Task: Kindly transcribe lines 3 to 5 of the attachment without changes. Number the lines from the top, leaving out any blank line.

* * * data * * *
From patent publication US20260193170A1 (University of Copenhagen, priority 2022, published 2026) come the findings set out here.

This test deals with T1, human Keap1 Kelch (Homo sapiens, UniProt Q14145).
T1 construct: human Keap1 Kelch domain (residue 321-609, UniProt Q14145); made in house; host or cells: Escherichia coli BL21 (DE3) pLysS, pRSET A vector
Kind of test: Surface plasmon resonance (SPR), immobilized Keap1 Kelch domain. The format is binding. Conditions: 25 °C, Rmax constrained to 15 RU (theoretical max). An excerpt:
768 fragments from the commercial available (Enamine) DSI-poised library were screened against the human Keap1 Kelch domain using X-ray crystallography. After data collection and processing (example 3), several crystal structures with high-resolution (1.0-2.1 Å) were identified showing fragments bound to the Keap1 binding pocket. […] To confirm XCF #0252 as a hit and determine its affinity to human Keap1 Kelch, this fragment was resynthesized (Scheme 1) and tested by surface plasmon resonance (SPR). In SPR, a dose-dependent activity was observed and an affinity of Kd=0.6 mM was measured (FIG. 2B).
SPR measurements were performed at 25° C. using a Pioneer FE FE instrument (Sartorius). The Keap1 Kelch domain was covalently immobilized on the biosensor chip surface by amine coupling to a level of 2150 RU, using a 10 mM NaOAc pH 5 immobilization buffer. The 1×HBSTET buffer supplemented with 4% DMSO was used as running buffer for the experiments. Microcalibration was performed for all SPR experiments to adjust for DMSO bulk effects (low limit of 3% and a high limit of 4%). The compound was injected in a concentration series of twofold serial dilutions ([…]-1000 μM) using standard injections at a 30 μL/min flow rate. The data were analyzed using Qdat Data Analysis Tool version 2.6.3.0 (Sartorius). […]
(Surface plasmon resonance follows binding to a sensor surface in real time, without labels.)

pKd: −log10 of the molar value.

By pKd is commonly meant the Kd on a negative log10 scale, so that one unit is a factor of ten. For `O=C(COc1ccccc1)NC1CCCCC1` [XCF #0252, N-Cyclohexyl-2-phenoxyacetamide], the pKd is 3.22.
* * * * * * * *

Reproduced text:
T1 construct: human Keap1 Kelch domain (residue 321-609, UniProt Q14145); made in house; host or cells: Escherichia coli BL21 (DE3) pLysS, pRSET A vector
Kind of test: Surface plasmon resonance (SPR), immobilized Keap1 Kelch domain. The format is binding. Conditions: 25 °C, Rmax constrained to 15 RU (theoretical max). An excerpt:
768 fragments from the commercial available (Enamine) DSI-poised library were screened against the human Keap1 Kelch domain using X-ray crystallography. After data collection and processing (example 3), several crystal structures with high-resolution (1.0-2.1 Å) were identified showing fragments bound to the Keap1 binding pocket. […] To confirm XCF #0252 as a hit and determine its affinity to human Keap1 Kelch, this fragment was resynthesized (Scheme 1) and tested by surface plasmon resonance (SPR). In SPR, a dose-dependent activity was observed and an affinity of Kd=0.6 mM was measured (FIG. 2B).